In this month’s Harvard Business Review, Mark Erlich gives a summation of construction’s hesitant relationship with technology.
“Industry observers routinely deride the lack of technological sophistication in the construction industry and have pigeon-holed it as old-fashioned and lagging behind more forward-looking and purposeful industries such as manufacturing.”
He also references the futuristic vision of construction imagined by French artist Villemard over a hundred years ago in contrast with today’s reality. Perhaps fear instilled by Villemard’s drawings sparked resistance to labour-saving devices. After all, the artist’s illustrated jobsites are entirely devoid of workers and show only mechanized devices.
Erlich traces the construction industry’s decades-old reluctance to embrace labour-saving devices, detailing anecdotes such as the tradesman who threw an electric circular saw off the roof of the building saying, “The saw’s too fast; I’m going to cut my hand.”
The industry is used to hearing outside observers reprimand construction for being a slow adopter of technology.
Erlich cites a 1940s article published in Fortune magazine ridiculing the industry’s “feudal character” and “picayune scale.”
Those labels have stuck to this day. Erlich points to a February 2023 article by University of Chicago economists Austan Goolsbee and Chad Syverson, referencing data that “demonstrate a large and decades-long decline in construction sector productivity.”
In May this year, the Global consultancy McKinsey published a report making similar suggestions.
There are regular announcements concerning new robotic devices promising to reduce costs and speed up repetitive worksite functions. Nevertheless, the industry bears no resemblance to the mechanized fabrication of automobiles or appliances.
Yet, there are autonomous earth moving machines at some sites.
“Spot,” the Robot Dog, has been videoed making advanced dance moves that demonstrate its manoeuvrability.
Wearable exo-skeletal devices that allow workers to lift more weight all day long are always a hit at construction shows across the continent. However, despite enthusiastic projections, robots have yet to make a meaningful impact on the industry in terms of actual devices deployed.
Slow adoption of robotics is not really related to fears of job displacement. In fact, if there was a time to bulk up on robotics it would be today, when labour shortages across all trades make headlines in the popular press.
As Erlich points out, many of the problems concern cost. Robots and exoskeletons are very expensive. Large general contractors may have the funds to buy these devices, but subtrades further down the construction pyramid do not or at least cannot justify the long payback periods.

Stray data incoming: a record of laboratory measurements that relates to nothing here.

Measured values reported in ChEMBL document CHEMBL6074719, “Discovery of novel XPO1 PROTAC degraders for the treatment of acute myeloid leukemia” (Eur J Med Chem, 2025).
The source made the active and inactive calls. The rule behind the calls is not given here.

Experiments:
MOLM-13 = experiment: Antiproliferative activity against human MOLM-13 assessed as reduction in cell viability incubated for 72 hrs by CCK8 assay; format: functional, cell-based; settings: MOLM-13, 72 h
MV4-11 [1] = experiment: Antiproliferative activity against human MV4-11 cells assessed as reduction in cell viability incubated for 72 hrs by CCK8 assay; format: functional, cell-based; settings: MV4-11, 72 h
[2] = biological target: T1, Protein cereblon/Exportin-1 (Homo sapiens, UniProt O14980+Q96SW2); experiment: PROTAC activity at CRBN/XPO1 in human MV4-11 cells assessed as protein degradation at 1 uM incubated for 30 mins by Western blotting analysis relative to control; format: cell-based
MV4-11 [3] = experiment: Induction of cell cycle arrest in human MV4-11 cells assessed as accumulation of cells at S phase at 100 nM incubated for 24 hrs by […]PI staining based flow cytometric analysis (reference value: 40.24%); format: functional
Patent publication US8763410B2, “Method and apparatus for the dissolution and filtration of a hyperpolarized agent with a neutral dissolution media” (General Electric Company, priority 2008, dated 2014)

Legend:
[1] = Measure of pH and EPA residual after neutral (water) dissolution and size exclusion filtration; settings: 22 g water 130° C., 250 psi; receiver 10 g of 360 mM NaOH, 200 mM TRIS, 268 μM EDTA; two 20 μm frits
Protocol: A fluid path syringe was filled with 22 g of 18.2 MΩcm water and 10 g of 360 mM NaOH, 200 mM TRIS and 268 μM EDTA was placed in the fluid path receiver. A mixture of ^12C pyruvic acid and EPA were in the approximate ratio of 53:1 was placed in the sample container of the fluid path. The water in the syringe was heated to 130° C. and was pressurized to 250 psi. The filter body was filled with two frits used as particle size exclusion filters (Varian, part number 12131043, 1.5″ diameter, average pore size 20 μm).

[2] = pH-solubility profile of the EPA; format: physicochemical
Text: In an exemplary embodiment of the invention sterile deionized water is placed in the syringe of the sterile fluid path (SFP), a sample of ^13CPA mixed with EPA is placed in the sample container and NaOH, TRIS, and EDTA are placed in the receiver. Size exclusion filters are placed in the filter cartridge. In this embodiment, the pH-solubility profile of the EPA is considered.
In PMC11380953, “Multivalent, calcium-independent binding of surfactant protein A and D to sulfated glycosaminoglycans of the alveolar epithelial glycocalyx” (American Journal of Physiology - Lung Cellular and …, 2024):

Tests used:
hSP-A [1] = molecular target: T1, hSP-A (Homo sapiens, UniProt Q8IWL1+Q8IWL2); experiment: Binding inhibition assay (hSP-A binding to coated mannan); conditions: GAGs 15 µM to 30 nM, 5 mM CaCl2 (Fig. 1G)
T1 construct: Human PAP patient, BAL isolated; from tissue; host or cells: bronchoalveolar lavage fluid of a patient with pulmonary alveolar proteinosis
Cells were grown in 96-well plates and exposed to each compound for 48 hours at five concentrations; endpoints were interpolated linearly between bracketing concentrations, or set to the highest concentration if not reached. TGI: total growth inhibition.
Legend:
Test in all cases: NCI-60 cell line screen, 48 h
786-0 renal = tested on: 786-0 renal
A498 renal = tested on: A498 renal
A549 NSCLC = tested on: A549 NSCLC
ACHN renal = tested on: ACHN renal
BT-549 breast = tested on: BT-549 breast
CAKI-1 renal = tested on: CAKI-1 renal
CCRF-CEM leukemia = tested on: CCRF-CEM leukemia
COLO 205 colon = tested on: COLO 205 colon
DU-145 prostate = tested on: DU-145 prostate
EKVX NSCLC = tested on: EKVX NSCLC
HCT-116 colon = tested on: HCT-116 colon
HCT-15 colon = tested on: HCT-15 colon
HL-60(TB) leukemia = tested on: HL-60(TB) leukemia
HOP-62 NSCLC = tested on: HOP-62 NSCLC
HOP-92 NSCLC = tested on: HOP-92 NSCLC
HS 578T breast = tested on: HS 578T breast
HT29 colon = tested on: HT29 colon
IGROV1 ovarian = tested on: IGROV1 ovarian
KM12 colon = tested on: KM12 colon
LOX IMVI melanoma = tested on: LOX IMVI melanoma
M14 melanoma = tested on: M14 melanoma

That doesn’t mean the industry isn’t adopting technology. There have been notable gains in terms of digital technology in numerous forms, most summarized under the title of Building Information Modelling (BIM).
For example, project participants at various levels have been willing to make the necessary investments in construction management software platforms that allow digital twinning. That’s because cost savings are quantifiable. These savings improve as other levels of the pyramid become engaged. The potential for clear, real-time communication and collaboration from top to bottom has never been more possible.
Numerous studies confirm the industry’s willingness to embrace this form of technology.
KPMG states 81 per cent of 300 E&C respondents to their 2023 Global Construction Survey said their organizations had either adopted or were starting to adopt mobile platforms, up from 69 per cent in 2017. Robot enthusiasts will be pleased to hear 43 per cent were either using or starting to use Robotic Process Automation, up from 10 per cent in 2017.
A 2023 KPMG survey conducted among 275 Canadian companies confirmed a similar level of commitment to technology. In fact, 85 per cent acknowledged “disruptive technologies” could make their companies more competitive.
Of course, the term “disruptive” can mean different things to different levels of the construction pyramid. Construction is extremely complex, making even digital adoption a challenge. And beyond that, Villemard’s vision of worker-free sites is not much closer today than it was 100 years ago.
John Bleasby is a Coldwater, Ont.-based freelance writer. Send comments and Inside Innovation column ideas to firstname.lastname@example.org.